Driving through the coastal range toward the ocean, it’s hard to imagine that there is anything between you and the end of the continent but the occasional house or roadside restaurant. Winding your way over the twists and turns, rises and dips, of the narrow road that dares to call itself a highway, there seems to be no end to the verdant forest. Which is a good thing, but not if you need a bathroom.
Then, suddenly, you take a turn and there it is—no, not the bathroom.
Founded in 1811 by John Jacob Astor, it has the reputation of being the oldest city east of the Mississippi.
In 2010, according to the Wiki, the population was around 9,400. So, it still can be classified as a small town.
It sure has the feel of it. Houses, some of them 200 years old or more, are settled into the hillside looking out to the Columbia River. Being a port city, it does have a pretty cool maritime museum, but it’s one that can be perused in less than an hour.
The downtown is comprised of a conglomeration of buildings in various styles and ages, as a true downtown should. There is a lot of traffic, since Astoria is a main thoroughfare for those wishing to get to the beach, south along the coast, or over the Astoria-Megler Bridge into Washington State.
Difficult to find parking, but worth the time it takes to be able to ditch your car and stroll around. So many little shops, but Astoria is definitely not a tourist town. Most businesses that line Main and Commercial Streets are there for the citizenry. But there are the tourist shops too, I’m sure. I just haven’t paid much attention. However, I know of at least two quilt shops, but that is generally my focus anyway.
As for dining, I have always had a good experience in Astoria. I have had breakfast at the Pig ‘n’ Pancake, and dinner at Fulio’s Pastaria. Great places, great people, friendly and so very helpful. If I can come in with eleven other people (which is usually what happens—my Portland-to-Coast team), and the wait staff doesn’t even bat an eye, that is friendly, in my mind. One of my team members is a dyed-in-the-wool raw vegan, and he was very happy with how the wait staff at Fulio’s accommodated him.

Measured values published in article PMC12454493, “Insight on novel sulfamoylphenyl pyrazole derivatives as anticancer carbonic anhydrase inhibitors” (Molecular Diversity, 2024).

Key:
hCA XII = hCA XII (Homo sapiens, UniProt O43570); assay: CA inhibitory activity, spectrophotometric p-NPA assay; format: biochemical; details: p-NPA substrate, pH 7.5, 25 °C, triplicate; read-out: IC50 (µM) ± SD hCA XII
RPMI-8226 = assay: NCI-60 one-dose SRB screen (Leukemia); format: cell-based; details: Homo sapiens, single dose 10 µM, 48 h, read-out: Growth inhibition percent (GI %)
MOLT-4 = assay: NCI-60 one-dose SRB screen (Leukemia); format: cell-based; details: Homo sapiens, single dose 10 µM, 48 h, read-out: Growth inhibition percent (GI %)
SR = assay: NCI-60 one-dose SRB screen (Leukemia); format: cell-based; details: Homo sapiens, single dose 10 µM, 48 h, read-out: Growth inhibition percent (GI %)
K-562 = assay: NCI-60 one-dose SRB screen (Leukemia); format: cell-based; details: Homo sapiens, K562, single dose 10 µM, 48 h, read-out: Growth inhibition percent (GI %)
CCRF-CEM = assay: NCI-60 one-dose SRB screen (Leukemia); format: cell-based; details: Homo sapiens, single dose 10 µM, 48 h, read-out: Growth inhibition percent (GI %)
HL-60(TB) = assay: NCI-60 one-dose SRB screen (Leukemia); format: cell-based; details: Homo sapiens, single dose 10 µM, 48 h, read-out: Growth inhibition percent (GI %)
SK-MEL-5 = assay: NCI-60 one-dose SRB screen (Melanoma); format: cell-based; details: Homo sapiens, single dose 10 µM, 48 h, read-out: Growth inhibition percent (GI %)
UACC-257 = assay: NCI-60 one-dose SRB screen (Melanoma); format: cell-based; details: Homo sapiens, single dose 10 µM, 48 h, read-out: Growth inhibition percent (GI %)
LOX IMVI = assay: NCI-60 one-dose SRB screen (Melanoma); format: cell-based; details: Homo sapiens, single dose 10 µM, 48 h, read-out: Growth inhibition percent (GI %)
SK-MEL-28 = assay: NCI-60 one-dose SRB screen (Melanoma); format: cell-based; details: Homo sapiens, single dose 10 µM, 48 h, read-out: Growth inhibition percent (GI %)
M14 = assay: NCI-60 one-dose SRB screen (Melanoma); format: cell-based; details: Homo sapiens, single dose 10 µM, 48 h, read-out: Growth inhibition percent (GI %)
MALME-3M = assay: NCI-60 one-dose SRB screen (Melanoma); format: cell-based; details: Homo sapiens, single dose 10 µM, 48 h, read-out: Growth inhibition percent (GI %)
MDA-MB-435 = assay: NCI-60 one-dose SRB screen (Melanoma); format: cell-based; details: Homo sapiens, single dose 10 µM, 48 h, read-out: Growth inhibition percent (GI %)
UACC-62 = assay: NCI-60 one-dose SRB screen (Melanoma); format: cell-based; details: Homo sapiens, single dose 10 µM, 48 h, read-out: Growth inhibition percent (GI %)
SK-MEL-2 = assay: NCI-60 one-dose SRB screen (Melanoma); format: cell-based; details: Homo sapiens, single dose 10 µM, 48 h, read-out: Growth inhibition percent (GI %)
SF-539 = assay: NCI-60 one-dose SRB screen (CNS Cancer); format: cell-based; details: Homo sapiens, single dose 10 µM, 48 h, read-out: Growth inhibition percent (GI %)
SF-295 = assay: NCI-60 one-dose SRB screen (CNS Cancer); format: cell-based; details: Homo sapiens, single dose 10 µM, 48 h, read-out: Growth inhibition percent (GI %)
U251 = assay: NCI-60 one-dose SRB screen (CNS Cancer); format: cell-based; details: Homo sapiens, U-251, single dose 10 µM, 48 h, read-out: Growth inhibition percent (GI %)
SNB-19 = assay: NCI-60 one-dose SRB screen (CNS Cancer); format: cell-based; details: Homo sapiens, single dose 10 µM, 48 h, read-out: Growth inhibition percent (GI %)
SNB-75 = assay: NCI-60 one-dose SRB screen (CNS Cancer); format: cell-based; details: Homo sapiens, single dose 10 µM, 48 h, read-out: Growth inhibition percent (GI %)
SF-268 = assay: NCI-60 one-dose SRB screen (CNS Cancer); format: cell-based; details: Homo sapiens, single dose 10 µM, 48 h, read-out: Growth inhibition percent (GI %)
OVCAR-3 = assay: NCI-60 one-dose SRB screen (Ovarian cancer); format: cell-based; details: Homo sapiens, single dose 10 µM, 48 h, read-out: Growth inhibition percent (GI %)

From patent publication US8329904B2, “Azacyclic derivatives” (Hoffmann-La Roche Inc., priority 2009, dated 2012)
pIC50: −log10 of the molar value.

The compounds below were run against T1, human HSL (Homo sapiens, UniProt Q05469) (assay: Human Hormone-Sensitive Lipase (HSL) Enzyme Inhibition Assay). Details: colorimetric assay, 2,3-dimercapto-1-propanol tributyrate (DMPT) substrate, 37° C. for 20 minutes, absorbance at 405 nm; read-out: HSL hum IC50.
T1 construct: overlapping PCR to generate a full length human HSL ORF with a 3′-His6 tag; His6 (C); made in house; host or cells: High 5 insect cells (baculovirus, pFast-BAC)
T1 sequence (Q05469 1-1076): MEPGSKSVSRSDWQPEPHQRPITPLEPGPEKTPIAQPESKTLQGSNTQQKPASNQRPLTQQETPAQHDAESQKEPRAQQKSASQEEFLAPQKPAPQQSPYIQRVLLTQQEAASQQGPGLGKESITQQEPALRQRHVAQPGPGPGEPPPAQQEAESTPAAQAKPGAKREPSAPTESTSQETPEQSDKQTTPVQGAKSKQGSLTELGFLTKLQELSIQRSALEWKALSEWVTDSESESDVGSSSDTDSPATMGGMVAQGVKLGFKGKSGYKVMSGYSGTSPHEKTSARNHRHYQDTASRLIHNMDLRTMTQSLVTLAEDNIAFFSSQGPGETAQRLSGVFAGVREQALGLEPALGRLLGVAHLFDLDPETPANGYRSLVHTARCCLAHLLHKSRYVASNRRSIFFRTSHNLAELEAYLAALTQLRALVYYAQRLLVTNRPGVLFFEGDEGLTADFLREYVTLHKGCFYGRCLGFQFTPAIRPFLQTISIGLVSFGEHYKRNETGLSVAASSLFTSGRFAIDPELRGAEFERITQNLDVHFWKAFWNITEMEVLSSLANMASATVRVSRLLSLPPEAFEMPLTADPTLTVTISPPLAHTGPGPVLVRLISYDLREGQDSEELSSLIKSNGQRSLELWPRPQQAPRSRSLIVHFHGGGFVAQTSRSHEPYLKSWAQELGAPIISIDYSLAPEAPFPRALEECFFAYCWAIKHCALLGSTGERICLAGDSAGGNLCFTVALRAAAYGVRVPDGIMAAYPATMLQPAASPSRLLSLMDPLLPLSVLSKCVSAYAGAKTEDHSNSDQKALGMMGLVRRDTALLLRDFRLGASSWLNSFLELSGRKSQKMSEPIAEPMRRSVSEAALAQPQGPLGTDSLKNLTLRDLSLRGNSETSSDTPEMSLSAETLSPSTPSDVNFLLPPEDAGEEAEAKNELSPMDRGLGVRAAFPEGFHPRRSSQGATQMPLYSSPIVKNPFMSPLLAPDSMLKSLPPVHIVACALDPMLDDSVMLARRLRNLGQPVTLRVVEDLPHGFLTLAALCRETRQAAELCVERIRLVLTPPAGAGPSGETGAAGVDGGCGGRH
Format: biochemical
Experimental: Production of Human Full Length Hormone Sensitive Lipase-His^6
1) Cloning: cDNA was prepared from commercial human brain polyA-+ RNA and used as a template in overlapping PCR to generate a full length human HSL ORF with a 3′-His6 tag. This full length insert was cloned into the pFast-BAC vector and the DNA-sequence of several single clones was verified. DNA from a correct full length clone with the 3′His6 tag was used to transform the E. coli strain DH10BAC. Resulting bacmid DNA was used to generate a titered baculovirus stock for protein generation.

The biggest draw to Astoria, hands down, is a monolithic structure perched high on the hills above the town. The Astoria Column was built in 1926 with financing by the Great Northern Railway and Vincent Astor, the great-grandson of John Jacob Astor. It was erected in commemoration of the city’s role in the family’s business history.
This is a fantastic place to see the confluence of the Columbia River with the Pacific Ocean, but if you decide to climb the tower, keep this in mind: Inside is a spiral staircase with over 300 steps, and nowhere to stop to catch your breath. There are people going up (and down) constantly, and they are all expecting you to soldier on to the top like the rest of them. And when you get there, remember to move aside for those behind you as you melt into a puddle of Crème de Pooped Tourist.
But the view is gorgeous!
Astoria is well worth the stop-and-browse. Friendly people, lovely vistas, a jaw-droppingly beautiful bridge, and once in awhile a cruise ship at the port. Astoria—what’s not to like?
Thanks to Kathy Ree for providing this post about Astoria in her home state of Oregon. If you’d like to learn more about Kathy, please visit K.R.Morrison, Author.